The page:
President Donald Trump sidestepped a question from an Israeli reporter about a rise in anti-Semitic incidents around the United States, since Trump's election victory in November.
Trump responded to the query put to him by Channel 10's Moav Vardi during the joint White House news conference with Prime Minister Benjamin Netanyahu, with a general pledge to "stop racism," without specifically using the word anti-Semitism.
"We are very honored by the victory we had. We are going to have peace in this country, we are going to stop crime in this country ... we are going to do everything we can to stop racism," Trump said.
The president said that "as far as Jewish people - so many friends, a daughter, a son-in-law and three beautiful grandchildren - I think youre going to see a very different America in the next three, four years ... You're going to see a lot of love."
Netanyahu rushed to Trump's defense, in his own response to Vardi.
"Ive known President Trump for many years and to allude to him or his people ... other people who Ive known for a long time - can I reveal Jared (Kushner), how long Ive known you? - there is no greater supporter of Israel or the Jewish State than President Donald Trump, I think we can put that to rest."
Rep. Ted Deutch, a Jewish Democrat who represents a congressional district in Florida, said he was "appalled" by Trump's response. "The President not only refused to directly condemn anti-Semitism, but he couldnt even bring himself to utter the word 'anti-Semitism,'" Deutch wrote in a statement.
"This continues an alarming trend in this White House, following the refusal to acknowledge that Hitlers Final Solution was aimed at wiping Jews from the face of the earth, and the complete omission on a list of terror attacks of any acts of terrorism in Israel," he said.
Since the election, Jewish groups in the U.S. have warned of a rise in anti-Semitic incidents. In January, waves of coordinated bomb threats targeted dozens of Jewish community centers across the U.S., in what was described by Jewish leaders as an unprecedented threat. Though no bomb was found, the threats sparked anxiety and fear in the Jewish community.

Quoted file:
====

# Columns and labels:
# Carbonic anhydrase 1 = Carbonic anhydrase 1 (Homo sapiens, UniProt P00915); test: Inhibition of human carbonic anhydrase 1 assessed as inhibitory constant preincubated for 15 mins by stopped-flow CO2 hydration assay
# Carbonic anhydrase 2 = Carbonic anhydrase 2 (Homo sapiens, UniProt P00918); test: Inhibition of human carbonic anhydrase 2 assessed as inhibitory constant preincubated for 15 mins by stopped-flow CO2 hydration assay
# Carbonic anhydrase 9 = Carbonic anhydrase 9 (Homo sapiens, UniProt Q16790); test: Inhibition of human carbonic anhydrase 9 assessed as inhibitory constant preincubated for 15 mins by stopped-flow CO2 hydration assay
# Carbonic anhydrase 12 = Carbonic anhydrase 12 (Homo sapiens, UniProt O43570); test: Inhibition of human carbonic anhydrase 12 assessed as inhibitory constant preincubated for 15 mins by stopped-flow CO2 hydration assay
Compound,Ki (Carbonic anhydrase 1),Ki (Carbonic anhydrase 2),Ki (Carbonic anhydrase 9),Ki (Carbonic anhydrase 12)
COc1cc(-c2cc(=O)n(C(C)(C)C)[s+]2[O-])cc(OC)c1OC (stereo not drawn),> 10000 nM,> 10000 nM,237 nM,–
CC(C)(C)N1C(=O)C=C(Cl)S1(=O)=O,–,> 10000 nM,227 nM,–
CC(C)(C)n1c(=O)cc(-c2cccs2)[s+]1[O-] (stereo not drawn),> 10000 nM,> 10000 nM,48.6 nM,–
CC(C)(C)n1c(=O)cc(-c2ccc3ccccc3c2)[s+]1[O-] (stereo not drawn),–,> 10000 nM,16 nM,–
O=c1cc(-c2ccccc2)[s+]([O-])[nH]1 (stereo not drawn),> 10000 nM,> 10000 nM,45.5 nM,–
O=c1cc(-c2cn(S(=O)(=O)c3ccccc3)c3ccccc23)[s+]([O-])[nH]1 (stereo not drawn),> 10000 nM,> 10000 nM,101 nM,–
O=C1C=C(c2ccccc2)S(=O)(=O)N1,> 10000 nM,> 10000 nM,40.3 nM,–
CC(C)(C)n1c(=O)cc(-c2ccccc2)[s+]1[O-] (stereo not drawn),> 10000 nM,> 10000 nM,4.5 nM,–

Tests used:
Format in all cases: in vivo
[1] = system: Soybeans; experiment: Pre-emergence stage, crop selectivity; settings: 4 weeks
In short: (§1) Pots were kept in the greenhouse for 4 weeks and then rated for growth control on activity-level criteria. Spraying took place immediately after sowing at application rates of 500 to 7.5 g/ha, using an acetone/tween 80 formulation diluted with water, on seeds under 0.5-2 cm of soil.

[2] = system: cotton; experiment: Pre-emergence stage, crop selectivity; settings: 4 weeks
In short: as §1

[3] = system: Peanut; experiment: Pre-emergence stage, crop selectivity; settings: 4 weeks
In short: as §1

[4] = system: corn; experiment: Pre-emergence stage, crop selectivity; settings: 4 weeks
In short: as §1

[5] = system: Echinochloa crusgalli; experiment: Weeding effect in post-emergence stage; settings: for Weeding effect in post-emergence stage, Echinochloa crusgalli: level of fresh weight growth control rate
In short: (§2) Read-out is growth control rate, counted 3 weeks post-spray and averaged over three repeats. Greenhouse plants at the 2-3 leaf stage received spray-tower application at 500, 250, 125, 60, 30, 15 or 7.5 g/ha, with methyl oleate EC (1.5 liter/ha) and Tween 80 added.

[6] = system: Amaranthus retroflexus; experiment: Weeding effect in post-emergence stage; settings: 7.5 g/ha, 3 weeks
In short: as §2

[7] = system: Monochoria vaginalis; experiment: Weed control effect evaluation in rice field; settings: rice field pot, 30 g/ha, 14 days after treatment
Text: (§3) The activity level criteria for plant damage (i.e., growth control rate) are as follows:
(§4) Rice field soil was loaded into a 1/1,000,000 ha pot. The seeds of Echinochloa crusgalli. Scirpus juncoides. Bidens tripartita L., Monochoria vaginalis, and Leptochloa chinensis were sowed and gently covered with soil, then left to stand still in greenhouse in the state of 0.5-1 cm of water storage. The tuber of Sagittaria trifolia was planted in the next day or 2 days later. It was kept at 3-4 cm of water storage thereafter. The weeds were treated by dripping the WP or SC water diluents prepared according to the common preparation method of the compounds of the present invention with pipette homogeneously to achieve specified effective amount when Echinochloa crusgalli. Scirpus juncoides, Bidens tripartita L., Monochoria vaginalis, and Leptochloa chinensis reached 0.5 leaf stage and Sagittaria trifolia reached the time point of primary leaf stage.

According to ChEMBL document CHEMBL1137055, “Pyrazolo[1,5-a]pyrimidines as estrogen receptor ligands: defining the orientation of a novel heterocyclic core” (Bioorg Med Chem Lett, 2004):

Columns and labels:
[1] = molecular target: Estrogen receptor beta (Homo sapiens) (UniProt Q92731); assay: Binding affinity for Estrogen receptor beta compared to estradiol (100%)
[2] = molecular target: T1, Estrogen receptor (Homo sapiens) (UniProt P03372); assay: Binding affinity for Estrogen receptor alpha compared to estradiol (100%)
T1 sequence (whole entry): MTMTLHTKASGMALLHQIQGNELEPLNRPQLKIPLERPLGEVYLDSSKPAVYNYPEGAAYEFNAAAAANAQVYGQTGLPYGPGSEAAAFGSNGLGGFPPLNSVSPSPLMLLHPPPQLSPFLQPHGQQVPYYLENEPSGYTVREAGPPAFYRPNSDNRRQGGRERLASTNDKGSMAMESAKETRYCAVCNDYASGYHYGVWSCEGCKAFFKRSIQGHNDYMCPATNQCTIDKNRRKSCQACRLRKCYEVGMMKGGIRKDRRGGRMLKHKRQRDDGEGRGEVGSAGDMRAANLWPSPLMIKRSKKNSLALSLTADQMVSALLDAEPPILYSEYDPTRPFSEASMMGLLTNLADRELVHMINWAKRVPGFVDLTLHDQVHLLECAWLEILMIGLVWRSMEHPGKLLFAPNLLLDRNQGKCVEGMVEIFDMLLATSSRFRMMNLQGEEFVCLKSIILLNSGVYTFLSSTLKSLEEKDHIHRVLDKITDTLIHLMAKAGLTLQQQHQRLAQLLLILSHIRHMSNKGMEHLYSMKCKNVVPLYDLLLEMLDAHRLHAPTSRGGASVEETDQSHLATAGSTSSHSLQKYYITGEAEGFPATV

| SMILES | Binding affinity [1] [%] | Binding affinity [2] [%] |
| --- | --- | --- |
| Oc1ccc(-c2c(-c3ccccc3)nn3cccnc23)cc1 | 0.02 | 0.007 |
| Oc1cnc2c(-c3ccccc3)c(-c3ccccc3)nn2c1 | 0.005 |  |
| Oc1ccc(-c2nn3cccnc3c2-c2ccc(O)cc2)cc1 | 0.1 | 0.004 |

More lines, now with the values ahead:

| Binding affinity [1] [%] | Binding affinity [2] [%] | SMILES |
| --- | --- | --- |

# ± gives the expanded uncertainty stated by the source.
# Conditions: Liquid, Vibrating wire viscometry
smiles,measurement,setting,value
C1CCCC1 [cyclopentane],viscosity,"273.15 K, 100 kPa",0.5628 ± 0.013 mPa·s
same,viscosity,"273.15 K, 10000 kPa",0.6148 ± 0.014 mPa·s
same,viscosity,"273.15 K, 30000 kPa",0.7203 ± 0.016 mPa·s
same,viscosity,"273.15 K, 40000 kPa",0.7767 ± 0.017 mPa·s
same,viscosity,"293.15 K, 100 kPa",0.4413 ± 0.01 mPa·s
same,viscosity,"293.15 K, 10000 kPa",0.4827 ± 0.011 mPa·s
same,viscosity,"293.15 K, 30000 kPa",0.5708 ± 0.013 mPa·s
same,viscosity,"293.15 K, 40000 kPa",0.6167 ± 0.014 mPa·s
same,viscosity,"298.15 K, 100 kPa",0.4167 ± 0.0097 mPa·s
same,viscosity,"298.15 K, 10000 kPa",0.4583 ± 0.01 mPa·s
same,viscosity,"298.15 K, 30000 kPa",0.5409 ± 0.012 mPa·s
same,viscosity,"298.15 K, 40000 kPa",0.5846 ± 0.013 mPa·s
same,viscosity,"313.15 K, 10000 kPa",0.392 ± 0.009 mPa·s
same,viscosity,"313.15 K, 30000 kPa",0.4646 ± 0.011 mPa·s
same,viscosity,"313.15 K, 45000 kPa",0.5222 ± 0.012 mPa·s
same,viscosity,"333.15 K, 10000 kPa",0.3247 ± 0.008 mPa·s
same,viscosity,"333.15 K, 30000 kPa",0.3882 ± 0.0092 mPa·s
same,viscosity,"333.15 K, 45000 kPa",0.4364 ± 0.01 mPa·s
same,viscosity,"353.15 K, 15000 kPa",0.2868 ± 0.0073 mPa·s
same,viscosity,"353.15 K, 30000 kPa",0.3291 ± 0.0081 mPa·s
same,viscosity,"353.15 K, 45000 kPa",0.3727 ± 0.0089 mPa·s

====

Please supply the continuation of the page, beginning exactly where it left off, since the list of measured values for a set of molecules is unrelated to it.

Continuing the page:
Anti-Semitic rhetoric in the United States has reached levels unprecedented since 1930s Germany, Anti-Defamation League CEO Jonathan Greenblatt warned in December. Anti-Semitism has wound its way into mainstream conversations in a manner that many Jews who lived through Nazi Germany find terrifying, he said at a meeting at the Knesset, which was convened to discuss the plight of American Jewry under the incoming Trump administration.
Since the U.S. election, Greenblatt noted, hundreds of hate crimes, including against Jews, have been reported throughout the U.S.
During the presidential election, Trump's campaign was dogged by accusations of anti-Semitism, which centered both on perceived anti-Jewish overtones of his campaign ads and slogans and on the then-candidate's reluctance to disavow supporters such as former KKK leader David Duke.
After taking office, Trump took fire for a Holocaust Remembrance Day statement which decried the "horror inflicted on innocent people by Nazi terror," but failed to specifically mention either anti-Semitism or Jews.
Amir Tibon contributed to this report.
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